What kind of mobility data are we analyzing?

We’re analyzing mobility flows in Germany, which are gathered from mobile phone data. Our data contains the trips that take place between areas. These areas are on the level of counties in Germany (Landkreise).

The data only contains the number of trips within and between areas. Deducing the movement of a single individual from this is not possible.

A trip can start and end in the same area, but we don’t know where within the area it took place. All movements in an given timeframe are then summed up, for example daily.

It is not possible to identify single individuals from these aggregated numbers. The data also does not contain any personal information such as age or gender.

Where is the data from?

Mobility flows of this kind are collected by many mobile phone providers. We use data from the german Telekom, which is distributed by the company T-Systems, as well as data from Telefónica, which is analyzed and aggregated by the company Teralytics. This kind of data is commercially available and is used, for example, by public transportation companies, for predicting traffic or to improve road infrastructure.

Here’s how the data is generated: The mobile phone provider registers which devices are connected to certain cell towers. This raw data is then being aggregated to mobility flows. All personal information is stripped from the spatial information at this point. Preserving anonimity is the primary goal in this process. T-Systems developed its anonymization procedure in collaboration with the Federal Commissioner for Data Protection and Freedom of Information (BfDI. At Telefónica, the basis for providing this information is the data anonymization platform DAP, which was developed in collaboration with the BfDI (see further information on anonymization at Telefónica).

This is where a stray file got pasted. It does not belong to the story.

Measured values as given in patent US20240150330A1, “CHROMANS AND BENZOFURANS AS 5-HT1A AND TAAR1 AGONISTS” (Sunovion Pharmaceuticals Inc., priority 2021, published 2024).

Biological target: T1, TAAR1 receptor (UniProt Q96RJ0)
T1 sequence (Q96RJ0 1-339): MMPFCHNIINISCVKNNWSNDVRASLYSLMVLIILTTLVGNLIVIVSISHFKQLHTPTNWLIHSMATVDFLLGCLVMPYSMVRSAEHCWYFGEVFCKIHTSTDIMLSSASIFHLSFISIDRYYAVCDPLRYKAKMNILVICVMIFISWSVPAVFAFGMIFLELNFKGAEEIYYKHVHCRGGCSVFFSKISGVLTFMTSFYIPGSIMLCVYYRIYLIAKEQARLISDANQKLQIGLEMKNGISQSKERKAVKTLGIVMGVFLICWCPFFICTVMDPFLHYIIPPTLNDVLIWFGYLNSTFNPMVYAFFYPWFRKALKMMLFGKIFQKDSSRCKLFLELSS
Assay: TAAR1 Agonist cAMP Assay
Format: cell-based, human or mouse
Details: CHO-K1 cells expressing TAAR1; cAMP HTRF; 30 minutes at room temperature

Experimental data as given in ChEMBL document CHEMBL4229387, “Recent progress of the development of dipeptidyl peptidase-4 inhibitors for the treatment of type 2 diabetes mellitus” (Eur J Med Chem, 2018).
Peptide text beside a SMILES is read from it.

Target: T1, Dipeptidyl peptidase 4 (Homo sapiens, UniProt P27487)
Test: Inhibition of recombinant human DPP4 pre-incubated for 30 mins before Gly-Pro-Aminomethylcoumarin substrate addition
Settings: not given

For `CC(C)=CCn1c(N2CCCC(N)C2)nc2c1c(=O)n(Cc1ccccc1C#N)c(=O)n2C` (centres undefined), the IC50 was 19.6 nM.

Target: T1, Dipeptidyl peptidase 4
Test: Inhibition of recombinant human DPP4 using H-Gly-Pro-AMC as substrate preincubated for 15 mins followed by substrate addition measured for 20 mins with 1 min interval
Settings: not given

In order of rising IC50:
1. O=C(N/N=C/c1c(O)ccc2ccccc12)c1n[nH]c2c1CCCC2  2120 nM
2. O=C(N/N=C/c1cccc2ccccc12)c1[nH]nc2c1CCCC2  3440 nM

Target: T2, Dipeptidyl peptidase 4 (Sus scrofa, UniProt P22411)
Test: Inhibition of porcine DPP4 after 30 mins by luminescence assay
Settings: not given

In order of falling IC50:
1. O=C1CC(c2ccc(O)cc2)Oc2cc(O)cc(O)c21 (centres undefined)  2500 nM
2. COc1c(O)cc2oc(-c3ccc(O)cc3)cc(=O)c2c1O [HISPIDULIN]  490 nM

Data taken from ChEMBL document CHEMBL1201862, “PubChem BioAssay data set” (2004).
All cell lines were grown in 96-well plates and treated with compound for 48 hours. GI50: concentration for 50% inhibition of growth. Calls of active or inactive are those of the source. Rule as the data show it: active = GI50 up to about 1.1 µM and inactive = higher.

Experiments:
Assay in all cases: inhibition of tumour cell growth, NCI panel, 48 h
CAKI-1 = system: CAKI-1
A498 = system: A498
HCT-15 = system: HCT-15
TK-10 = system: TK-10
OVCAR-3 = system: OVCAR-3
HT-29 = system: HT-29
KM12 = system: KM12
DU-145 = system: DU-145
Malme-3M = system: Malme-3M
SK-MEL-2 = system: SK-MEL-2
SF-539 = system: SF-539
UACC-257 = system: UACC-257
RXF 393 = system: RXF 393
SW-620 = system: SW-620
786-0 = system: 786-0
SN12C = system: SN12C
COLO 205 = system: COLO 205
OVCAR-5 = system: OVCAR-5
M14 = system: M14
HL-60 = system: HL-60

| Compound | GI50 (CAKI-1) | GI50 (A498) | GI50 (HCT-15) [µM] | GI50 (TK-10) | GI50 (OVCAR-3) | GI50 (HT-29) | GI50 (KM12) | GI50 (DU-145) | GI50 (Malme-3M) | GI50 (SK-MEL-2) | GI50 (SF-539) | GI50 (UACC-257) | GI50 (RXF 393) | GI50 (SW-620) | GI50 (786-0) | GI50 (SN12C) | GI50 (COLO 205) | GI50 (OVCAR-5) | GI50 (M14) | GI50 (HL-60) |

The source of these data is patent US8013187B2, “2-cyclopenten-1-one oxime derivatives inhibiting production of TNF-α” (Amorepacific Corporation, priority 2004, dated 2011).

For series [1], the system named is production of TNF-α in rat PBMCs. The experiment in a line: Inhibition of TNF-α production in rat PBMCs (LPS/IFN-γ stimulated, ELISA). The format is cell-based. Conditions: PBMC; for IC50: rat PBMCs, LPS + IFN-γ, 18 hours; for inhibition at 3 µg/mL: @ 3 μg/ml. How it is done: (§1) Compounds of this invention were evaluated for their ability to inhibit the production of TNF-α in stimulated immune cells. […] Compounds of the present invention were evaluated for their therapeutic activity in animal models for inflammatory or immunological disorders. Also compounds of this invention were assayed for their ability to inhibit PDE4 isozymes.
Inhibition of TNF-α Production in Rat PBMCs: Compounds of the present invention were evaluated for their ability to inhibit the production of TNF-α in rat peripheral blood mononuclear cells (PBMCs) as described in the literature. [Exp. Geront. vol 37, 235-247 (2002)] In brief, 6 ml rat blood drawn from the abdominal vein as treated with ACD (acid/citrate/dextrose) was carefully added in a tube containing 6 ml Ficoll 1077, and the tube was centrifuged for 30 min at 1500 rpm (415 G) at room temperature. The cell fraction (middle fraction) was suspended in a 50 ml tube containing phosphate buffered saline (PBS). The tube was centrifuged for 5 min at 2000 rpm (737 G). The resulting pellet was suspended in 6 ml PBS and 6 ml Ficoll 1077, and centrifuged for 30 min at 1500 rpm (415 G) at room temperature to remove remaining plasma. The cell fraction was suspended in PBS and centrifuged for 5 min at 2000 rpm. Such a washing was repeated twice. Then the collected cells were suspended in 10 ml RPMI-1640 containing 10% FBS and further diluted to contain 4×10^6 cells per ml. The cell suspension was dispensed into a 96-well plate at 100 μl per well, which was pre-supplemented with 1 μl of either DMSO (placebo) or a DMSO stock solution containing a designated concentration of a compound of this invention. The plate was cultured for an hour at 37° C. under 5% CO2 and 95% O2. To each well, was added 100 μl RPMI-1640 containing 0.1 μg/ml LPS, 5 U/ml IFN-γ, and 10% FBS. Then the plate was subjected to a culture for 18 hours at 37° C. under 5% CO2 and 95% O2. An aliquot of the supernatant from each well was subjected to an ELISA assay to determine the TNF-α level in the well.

What is a movement?

A movement is registered by the mobile phone provider when an individual switches cell tower areas, and ends when the person becomes stationary again. The start- and end-tower can be the same.

The movement is then attributed to the corresponding spatial aggregation area, for example the county (Landkreis), and added to all other movements counted in a time frame. If the total number of movements between two areas fall below a certain threshold, the movements are not included in the data to ensure the anonymity of individuals.

How do we compute the change in mobility?

In our analysis and the dashboard, we show the deviation in mobility from a “normal” baseline. For this, we count all movements and compare them to the number we would expect in a usual, comparable timeframe.

As a comparable timeframe for March 2020 we use the number of movements in an averaged week from March 2019. When comparing single days, we always compare it to the corresponding weekday from the averaged week. Update: The live mobility monitor and the current plots now compares the mobility of the current month from 2019, not necessarily March 2019. More details can be found here.

Mathematically speaking: If we assume that \(N_i^{(t)}\) is the number of movements in an area \(i\) in a timeframe \(t\), and \(t^*\) is a comparable timeframe with normal mobility, the change in mobility \(\Delta n\) can be calculated as:

\[\Delta n=(N_i^{(t)} / N_i^{(t^*)})-1\]